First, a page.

The last-minute deal over the fiscal cliff was just a prelude to further tough challenges in 2013 for the US and the Federal Reserve, says Guy Monson
WITH THE US government borrowing roughly 40 cents of every dollar it spends, it is no small wonder that the fiscal agenda continues to drive politics and markets.
While a long-term fiscal solution remains elusive, there has been some progress of late. On 2 January, President Obama signed a law that made permanent the Bush-era tax cuts on income, capital gains and dividends for all Americans bar those whose annual income exceeds $400,000. And although payroll tax cuts were rescinded, the new law removes the pervasive uncertainty surrounding the tax environment for households that until now has held back longer-term investment spending. So, all else aside, the law should provide a more stable tax backdrop for American consumers.
While some of the uncertainties surrounding the tax regime have been addressed, there are still significant challenges on the spending side. By the end of February, the US debt ceiling needs to be raised and $100 billion in automatic spending cuts are likely to go ahead if $1.2 trillion of budget savings over the next ten years are not identified.
Then, by the end of March, a new budget needs to be passed. This fiscal agenda would be a challenge for any legislative body, but the current constellation of uncompromising politicians, prone to brinksmanship and crisis-driven deal-brokering, makes it very difficult to envisage anything other than yet another last-minute solution addressing the fiscal challenge, and most likely only in part.
But we should not be too transfixed by the constant ratcheting-up of political rhetoric. The brinksmanship leading up to the next fiscal deadline will most likely result in some sort of solution, partial or otherwise. When confronted with the reality of a default, both parties somehow find a workable way forward.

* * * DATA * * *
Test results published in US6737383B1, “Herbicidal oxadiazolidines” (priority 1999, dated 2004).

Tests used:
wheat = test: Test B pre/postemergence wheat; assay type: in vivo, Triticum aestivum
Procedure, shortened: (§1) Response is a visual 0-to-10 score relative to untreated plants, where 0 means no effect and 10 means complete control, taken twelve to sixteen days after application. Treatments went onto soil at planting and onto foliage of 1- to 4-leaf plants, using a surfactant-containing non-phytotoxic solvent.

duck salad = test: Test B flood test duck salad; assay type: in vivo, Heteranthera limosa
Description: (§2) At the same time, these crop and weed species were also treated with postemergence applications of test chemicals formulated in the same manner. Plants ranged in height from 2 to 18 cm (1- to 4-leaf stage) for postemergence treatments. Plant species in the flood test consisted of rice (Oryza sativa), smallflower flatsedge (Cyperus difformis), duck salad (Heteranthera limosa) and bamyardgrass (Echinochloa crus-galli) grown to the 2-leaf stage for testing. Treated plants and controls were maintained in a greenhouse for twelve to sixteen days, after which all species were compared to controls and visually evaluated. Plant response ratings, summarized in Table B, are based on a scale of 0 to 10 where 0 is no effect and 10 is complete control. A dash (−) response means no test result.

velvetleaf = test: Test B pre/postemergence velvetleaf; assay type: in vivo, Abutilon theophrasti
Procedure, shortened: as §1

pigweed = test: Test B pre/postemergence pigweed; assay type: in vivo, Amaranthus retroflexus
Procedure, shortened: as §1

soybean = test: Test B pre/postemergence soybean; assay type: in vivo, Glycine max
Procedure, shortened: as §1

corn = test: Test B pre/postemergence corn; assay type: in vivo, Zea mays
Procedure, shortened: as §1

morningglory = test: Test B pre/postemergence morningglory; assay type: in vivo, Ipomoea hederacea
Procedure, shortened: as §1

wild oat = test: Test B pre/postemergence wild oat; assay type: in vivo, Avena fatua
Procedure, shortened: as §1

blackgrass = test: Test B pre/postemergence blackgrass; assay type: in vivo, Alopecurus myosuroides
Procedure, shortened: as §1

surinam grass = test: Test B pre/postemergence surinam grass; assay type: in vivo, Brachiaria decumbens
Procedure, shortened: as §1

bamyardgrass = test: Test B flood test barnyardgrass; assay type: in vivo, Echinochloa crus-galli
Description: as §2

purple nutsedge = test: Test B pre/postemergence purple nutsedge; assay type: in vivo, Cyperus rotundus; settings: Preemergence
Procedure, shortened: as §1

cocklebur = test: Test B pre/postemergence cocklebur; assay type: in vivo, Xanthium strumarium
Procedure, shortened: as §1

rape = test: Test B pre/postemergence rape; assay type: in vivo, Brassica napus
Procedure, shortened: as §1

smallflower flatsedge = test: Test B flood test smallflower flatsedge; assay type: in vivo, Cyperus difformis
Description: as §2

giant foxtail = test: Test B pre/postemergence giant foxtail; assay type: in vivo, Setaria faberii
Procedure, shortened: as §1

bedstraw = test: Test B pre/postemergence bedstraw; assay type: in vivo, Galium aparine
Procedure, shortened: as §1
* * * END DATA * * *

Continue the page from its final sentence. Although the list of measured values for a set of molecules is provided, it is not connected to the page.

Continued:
Meanwhile, the continued, generous support of its central bank will remain a prerequisite for recovery. In more ways than one, then, the December meeting of the Fed, in the run-up to the fiscal cliff, was a watershed event. Led by Ben Bernanke, the Federal Open Market Committee (FOMC) made two bold announcements. Monetary policy was not just to target current interest rates but was also to give heavy guidance on future rates. Moreover, this forward guidance was to be tied not only to inflation but also to employment thresholds.
NOW, WHILE THE Fed’s dual mandate of price stability and full employment has always set it apart from other central banks, this was the first time interest-rate policy was explicitly being attached to employment thresholds. Furthermore, the inflation threshold was set at 2.5 per cent — higher than the 2 per cent that many had believed to be the Fed’s long-run objective.
Confronted with a painfully slow economic recovery and persistent headwinds from deleveraging, the Fed has evidently decided to take the pragmatic decision to shed the inflation orthodoxy that has been central-banking dogma for much of the past two decades. Secondly, it announced that it was going to replace the expiring Operation Twist, committing itself instead to buy assets of $85 billion every month, or roughly $1 trillion over the next year. Such open-ended quantitative easing is a substantial commitment for a central bank, especially one with a $3 trillion balance sheet.
Minutes of this meeting, published in the new year, suggest that the bold step was not an easy one; even as the Treasury purchase programme was initiated, there were differing views on how long it should be in place. Some members were uncomfortable with the balance-sheet risks, believing it more appropriate to end QE by the middle of 2013 and not in 2014 as anticipated by market participants. Understandably, the publication of these minutes has unsettled bond markets, with many fearing that a premature end to QE might unhinge support for bonds.
But while expectations of QE-infinity were possibly overdone, there are compelling reasons to believe that any exit from QE will need to be carefully orchestrated. Most importantly, a sudden, sharp backup in yields would jeopardise the recovery, forcing the Fed to backtrack its exit. This has happened before: in Q1 of 2010, emboldened by strong growth, the Fed started to map its exit from QE, but by the second quarter economic weakness had resumed and a second QE programme was initiated in November.
It was possibly in part these exit risks which forced the Fed to broaden its toolkit, embracing communication tools such as ‘forward guidance’ to anchor bond yields. But whatever the tools, the goals of the Federal Reserve are clear: allow real interest rates at negative to low levels to offset the forces of deleveraging and to aid the economic recovery, and, most importantly, avoid a premature exit which could prove self-defeating, particularly in testing fiscal and political times.
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